Here, T_{2} is the output torque on the worm wheel shaft; ω_{1} is the angular velocity of the drive shaft; u is the tooth ratio; γ_{m} is the lead angle of the worm, α_{0} is the pressure angle, and μ_{Z} is the average coefficient of friction. In addition to the tooth friction losses, there are still further sources of loss in the worm gear (Ref. 4).
For the calculation of the additional losses, existing methods, which are state-of-the-art, are used: The calculation of the bearing losses P_{VL} is carried out according to the methods of the bearing manufacturers, the friction in the dynamic seals P_{VD}_{ }is carried out according to Engelke’s model (Ref. 5) and the churning losses of the gears P_{VZ}_{,0} according to (Ref. 6).
For the validation of the tribological simulation software extensive experimental investigations are carried out with worm gear drives of different sizes and gear ratios. In the tests, ZK-type worm gears with two different center distances (a = 40 and a = 125 mm) and two gear ratios (i = 10 and i = 60) are analyzed. In addition, all tests are carried out with two different types of lubricants. While the smaller worm gearboxes are from serial production, a new drive with a = 125 mm is designed especially for research purposes. For all experiments the same kind of materials (worm: 16MnCr5, worm wheel: CuSn12Ni) is used. The worm wheels of the smaller gearboxes are made of CuSn12Ni-GC (continuous casting) and the worm gears of the gearboxes with a = 125mm are made of CuSn12Ni-GZ (centrifugal casting). The tests are carried out on the modular MEGT electrical wiring test bench. The basis of this test bench is two asynchronous machines with a maximum power of P_{max} = 30 kW.
The test bench for examining the worm gearboxes with a center distance of a = 125 mm is designed as shown in Figure 2. Here, the component’s drive motor (Eq. 3), output motor (Eq. 13) and test gearbox (Eq. 7) can be seen. In addition to the torques and rotational speeds at the input and output shaft (Eqs. 4, 9), the temperatures are recorded on several non-moving components. Additionally, the temperature of the rotating worm wheel is transmitted by telemetry via a Bluetooth transmitter (Eq. 8) and receiver. In order to reduce the torque at the output motor (Eq. 13), a planetary gearbox (Eq. 12) is built in the power flow between the latter and the test gearbox (Eq. 7). The test bench for testing the transmissions with a center distance of a = 40 mm corresponds largely to the structure described above. Figure 3 shows an example of the validation results for the gearbox with center distance a = 125 mm and gear ratio i = 10 for lubrication with polyglycol-based oil (PG) of viscosity class ISO VG 460. The comparison between the tribological simulation and the experiments shows very good agreement for both of the examined sizes. The German standard DIN3996 overestimates the efficiency by up to 4%, at an input shaft speed of 1,400 min^{–1}.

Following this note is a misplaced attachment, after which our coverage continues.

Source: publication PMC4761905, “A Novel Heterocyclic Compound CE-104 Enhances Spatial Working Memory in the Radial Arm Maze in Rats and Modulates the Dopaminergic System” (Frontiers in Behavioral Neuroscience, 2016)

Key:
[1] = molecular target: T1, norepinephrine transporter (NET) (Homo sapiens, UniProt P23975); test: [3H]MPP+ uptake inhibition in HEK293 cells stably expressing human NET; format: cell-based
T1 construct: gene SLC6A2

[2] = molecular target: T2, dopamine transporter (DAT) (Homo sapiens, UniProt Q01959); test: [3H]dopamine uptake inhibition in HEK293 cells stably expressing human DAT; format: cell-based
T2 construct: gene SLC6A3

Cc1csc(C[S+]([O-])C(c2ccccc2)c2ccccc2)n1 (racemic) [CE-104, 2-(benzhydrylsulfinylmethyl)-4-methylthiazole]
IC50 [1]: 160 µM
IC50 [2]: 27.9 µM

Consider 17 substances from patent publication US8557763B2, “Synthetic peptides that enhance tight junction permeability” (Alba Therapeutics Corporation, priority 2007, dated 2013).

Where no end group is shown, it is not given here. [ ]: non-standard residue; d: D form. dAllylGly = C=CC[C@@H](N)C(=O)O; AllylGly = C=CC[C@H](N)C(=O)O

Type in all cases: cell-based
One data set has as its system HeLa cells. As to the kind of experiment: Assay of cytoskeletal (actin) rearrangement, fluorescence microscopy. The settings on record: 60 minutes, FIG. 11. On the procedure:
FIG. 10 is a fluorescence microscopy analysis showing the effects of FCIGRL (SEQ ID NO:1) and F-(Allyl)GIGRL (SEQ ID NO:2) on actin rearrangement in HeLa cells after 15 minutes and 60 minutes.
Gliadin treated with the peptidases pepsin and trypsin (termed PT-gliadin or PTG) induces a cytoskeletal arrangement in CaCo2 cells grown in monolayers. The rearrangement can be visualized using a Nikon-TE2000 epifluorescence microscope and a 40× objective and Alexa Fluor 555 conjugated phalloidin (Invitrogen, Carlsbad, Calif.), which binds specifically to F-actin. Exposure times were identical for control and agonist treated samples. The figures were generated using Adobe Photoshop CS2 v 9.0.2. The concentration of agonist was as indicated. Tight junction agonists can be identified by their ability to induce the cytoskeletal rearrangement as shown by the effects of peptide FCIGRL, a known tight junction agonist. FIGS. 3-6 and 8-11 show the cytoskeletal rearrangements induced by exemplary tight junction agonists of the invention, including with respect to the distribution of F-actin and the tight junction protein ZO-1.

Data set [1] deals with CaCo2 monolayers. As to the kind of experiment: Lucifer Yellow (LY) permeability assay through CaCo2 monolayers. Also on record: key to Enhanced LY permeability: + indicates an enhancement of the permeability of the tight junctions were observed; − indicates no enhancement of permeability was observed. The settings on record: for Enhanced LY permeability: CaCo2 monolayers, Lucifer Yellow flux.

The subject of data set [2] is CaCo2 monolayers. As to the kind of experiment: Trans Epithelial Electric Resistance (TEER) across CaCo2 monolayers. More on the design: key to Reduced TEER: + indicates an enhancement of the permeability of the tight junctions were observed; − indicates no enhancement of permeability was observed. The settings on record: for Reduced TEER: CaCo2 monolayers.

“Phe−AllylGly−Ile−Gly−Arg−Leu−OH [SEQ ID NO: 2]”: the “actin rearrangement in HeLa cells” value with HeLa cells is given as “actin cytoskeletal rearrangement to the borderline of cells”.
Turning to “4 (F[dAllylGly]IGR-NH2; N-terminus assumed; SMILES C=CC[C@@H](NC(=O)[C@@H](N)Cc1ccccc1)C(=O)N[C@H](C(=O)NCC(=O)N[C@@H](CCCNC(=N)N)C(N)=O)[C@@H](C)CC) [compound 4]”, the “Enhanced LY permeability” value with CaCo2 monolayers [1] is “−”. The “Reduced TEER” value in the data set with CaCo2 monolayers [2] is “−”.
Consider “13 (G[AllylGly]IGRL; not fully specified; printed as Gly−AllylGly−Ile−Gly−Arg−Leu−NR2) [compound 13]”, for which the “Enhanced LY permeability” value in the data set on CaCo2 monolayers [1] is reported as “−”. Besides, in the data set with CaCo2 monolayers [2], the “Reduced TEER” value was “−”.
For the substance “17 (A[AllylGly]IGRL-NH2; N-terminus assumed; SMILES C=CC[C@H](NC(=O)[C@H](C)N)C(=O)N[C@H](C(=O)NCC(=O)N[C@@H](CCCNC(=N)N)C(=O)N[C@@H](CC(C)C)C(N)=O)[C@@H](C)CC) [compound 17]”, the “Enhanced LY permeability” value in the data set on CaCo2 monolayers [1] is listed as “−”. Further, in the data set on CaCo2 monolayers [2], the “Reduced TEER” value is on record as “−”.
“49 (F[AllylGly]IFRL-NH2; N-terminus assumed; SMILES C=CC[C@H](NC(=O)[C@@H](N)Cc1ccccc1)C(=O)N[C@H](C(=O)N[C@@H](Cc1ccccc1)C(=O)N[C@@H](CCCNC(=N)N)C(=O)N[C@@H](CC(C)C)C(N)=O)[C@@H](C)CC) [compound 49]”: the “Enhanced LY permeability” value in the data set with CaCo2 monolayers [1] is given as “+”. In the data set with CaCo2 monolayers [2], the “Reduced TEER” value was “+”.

To apply the results of the described work in practice, approximation equations for the determination of the gearing efficiency by simple means are derived. In order to be able to find a suitable calculation rule, a detailed parametric study with the validated simulation program is carried out, thus creating a meaningful data basis. Based on this, the interactions between the different input variables and the efficiency of gearing are examined in order to be able to quantitatively describe them. The approximation equations for the determination of the efficiency of worm gear drives are devised under the guideline of finding a standardized — but at the same time physically justified — approach that can be adopted in (Ref. 1). For this reason many calculation bases and characteristic values (mean pressure between the tooth flanks σ_{Hm}, mean sliding speed v_{gm}, mean film thickness h_{min.m}, and average sliding distance s_{gm}) are taken from the existing standard (Ref. 1). Since in practice worm gears operate in the mixed friction area, an approach is used for the approximation equations described below, which considers both boundary and fluid friction in order to reproduce the physical circumstances in the mixed friction area.
The average friction coefficient in the worm gear unit μ_{Z} is thus composed of a proportion determined by boundary friction (boundary friction coefficient μ_{Gr}) and a proportion determined by the fluid friction (fluid friction coefficient μ_{Fl}). The division factor between the friction mechanisms is the load-carrying contact ratio ψ. While local tribological quantities are calculated with the tribological simulation from (Refs. 2, 7) in order to be able to determine the coefficient of friction in the mixed friction area, a global approach with average characteristics is selected for the approximation equations. The transfer from local to global values is outlined in Figure 4. Influence variables such as the coefficient of boundary friction μ_{Gr}, the velocities of the tooth flanks v_{1} and v_{2}, the lubricating gap height h_{min,m} and the viscosity of the lubricant η_{m }are now no longer calculated for single discretization points, but are incorporated as global variables into the tribological consideration of the tooth contact.
The load-carrying contact ratio ψ is calculated using the dimensionless film thickness λ. In order to calculate the dimensionless lubricating gap height λ, the average gap height h_{min,m} is divided by the combined root-mean-squared roughness S_{q}_{ }of both friction partners (worm S_{q}_{,1 }and worm gear S_{q}_{,2}).